Police arrest 36 in crackdown on violent part of E. Baltimore

July 15, 1994|By This article was written and reported by Sun staff writers PeTer Hermann, Michael James and Joel Obermayer

More than 200 Baltimore police officers raided a drug-ridden neighborhood last night during a torrential rainstorm, arresting 36 people as part of the second phase of a crackdown on the city's deadliest neighborhoods.

Operation Mid-East -- similar to but involving twice as many officers and arrest warrants as Operation Midway, in which 42 people were arrested in March -- brought officers to the area around the 1800 block of E. Eager St. with battering rams and arrest warrants for 104 people. Among those arrested were four charged with murder.

Investigators, slowed by lightning and heavy rain that accompanied the 7 p.m. raid in the Middle East neighborhood, walked through the neighborhood with note pads containing names of alleged drug dealers.

The area, just north of Johns Hopkins Hospital, is the second-deadliest area of the city -- behind the Midway-Barclay neighborhood that was raided in March -- having accounted for 39 shootings and six homicides this year.

"Next to Midway, this was the most violent area in the city. The next place we hit will be the next most violent," said Police Commissioner Thomas C. Frazier, adding that the raids are part of his effort to drive down the Eastern District's high homicide rate.

The district led all others in the city last year, with 83 homicides and more than 500 shootings. Mr. Frazier, who took over the Police Department in January and vowed to reduce violent crime, said the goal of the raids is "to take the drugs off the street and let the community catch its breath."

As was the case in Operation Midway, undercover officers obtained grand jury indictments and arrest warrants in the weeks preceding the raid, using videotapes of drug buys.

Those arrested have been given preset bail -- also the same method that was used in the earlier raid -- ranging from $25,000 to $2 million, police officials said. Charges included murder, attempted murder, drug distribution and handgun violations.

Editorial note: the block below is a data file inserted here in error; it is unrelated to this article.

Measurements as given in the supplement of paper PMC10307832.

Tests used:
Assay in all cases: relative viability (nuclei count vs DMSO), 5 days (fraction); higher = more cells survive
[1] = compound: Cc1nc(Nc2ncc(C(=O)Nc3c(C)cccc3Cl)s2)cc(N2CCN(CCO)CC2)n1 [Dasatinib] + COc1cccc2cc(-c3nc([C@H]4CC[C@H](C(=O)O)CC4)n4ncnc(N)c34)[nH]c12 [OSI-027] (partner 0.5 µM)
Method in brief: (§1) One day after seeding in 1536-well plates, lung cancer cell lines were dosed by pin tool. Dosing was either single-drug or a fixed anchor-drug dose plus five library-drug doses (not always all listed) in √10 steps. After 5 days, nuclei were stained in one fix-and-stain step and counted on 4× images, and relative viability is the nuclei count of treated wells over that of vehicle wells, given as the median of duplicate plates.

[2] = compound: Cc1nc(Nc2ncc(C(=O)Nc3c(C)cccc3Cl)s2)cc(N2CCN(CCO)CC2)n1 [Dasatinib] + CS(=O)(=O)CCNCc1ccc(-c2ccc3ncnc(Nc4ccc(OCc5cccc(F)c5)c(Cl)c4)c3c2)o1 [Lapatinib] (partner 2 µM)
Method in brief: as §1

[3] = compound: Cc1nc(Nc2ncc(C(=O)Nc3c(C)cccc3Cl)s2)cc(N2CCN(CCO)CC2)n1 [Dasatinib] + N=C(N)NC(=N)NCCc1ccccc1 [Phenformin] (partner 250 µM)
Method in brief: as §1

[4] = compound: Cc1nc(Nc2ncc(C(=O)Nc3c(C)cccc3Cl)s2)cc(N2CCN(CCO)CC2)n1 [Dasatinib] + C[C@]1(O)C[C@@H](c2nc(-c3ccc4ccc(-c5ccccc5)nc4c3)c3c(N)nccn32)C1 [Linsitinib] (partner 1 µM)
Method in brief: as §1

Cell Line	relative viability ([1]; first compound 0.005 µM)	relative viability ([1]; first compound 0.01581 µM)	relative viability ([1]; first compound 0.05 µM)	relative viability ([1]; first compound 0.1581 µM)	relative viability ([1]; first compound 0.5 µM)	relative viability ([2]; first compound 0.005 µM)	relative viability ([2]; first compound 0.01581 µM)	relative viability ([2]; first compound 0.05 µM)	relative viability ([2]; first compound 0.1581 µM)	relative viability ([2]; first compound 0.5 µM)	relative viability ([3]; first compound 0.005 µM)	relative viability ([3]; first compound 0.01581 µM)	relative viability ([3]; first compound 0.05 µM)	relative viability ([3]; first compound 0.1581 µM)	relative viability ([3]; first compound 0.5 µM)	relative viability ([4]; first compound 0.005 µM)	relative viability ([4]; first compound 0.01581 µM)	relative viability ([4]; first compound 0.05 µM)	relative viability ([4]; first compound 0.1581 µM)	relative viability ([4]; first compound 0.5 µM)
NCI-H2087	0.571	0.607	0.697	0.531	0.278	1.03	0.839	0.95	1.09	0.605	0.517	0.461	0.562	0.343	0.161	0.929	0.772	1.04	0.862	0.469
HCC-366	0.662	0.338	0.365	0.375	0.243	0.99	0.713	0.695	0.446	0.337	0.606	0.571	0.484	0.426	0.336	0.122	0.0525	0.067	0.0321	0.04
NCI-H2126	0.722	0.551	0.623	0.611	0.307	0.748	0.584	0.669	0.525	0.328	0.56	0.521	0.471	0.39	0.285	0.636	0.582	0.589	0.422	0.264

Twenty houses were raided, mainly in the 1700 and 1800 blocks of E. Eager St., but also as far away as the 900 block of N. Rose St. At some locations, police used battering rams to gain entry because drug dealers had barricaded the doors with wooden blocks, police said.

One of the raided houses, in the 2100 block of Jefferson St., was reputed to be a "shooting gallery" where neighborhood junkies went to inject drugs intravenously, police said. In that home, police said, they found numerous hypodermic needles and a dead cat in the refuse.

At another house, police said, they confiscated two police scanners tuned to the same frequency used by the department's Eastern District, seeming to indicate that drug traffickers were monitoring officers' radio communications, investigators said.

No shots were fired during the raid and no one was injured, police said.

"It was like a rush. They [the police] came in so fast. It was like one of those action-packed cops-and-robbers shows," said George Johnson, 31, who was visiting his girlfriend in the 1800 block of E. Eager St. when the raid began.

Mayor Kurt L. Schmoke toured the area with Mr. Frazier about 8 p.m., at times stopping to tell residents about the operation and even to sign an autograph for 11-year-old Lakesha Johnson.

VTC "We want to get all the drug dealers off the streets," Mr. Schmoke told her.

Afterward, Lakesha said she wanted the mayor's autograph "because I wanted to get proof that I met Kurt Schmoke.

"I think it's good," she said of the raids. "We need to get the drugs off the street. There are a lot of people carrying guns, running down the alleys and through the yards. It makes it hard for children to play. I have seen four people shot in front of my face."

Mr. Schmoke said last night's raid was an effective follow-up to the Operation Midway raid because the two neighborhoods are not far apart.

"This wasn't just a random sweep. It got a lot hotter in this neighborhood after [Barclay-Midway] because a lot of the people who were pushed out of there came in this direction," Mr. Schmoke said.

"You're going to see more of this in a very targeted way. We're going to give district commanders the ability to do this kind of raid themselves, with their own troops. They're going to have the video and surveillance equipment they need to do this."

Mr. Frazier said the drug activity in the Middle East neighborhood is primarily controlled by two narcotics gangs, one with connections to New York City. Last night's operation, which was the culmination of three months of undercover work, was aimed at smashing those rings, he said.

More than 100 municipal workers will converge on the area today and -- as they did in the Barclay-Midway neighborhood -- will haul away trash and debris as part of a community cleanup.

"It will help the area a whole lot," said Bobby Redfern, 28, who lives on Chester Street, a few blocks from the raided Eager Street houses. "This is a mighty tough neighborhood."

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